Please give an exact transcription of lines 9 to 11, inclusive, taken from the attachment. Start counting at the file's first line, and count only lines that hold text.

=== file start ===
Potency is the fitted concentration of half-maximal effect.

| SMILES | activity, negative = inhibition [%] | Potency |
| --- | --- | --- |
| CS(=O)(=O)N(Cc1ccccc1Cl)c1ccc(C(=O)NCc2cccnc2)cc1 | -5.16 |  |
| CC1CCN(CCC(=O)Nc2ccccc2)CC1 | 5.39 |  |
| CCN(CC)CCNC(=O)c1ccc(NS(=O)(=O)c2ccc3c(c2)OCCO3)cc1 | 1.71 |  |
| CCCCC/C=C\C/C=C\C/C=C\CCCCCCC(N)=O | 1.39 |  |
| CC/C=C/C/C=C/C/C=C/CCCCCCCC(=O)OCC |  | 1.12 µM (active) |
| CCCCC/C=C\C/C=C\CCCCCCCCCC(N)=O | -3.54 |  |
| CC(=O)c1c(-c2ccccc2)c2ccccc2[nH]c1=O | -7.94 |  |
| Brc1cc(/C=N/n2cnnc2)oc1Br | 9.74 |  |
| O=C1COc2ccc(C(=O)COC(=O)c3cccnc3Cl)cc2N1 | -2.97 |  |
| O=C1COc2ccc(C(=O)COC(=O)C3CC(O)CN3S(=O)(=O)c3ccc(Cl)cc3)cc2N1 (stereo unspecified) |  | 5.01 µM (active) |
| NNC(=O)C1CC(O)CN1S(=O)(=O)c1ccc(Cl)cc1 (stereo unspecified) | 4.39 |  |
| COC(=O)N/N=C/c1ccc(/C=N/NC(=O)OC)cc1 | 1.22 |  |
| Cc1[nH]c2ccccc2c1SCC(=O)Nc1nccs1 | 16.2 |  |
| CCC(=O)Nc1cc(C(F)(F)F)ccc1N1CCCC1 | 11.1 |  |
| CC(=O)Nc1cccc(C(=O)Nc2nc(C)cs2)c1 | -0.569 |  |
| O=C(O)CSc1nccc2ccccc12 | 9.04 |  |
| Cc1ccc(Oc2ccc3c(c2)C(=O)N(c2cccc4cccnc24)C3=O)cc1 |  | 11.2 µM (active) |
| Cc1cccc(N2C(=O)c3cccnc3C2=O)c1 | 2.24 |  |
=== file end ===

| CCCCC/C=C\C/C=C\CCCCCCCCCC(N)=O | -3.54 |  |
| CC(=O)c1c(-c2ccccc2)c2ccccc2[nH]c1=O | -7.94 |  |
| Brc1cc(/C=N/n2cnnc2)oc1Br | 9.74 |  |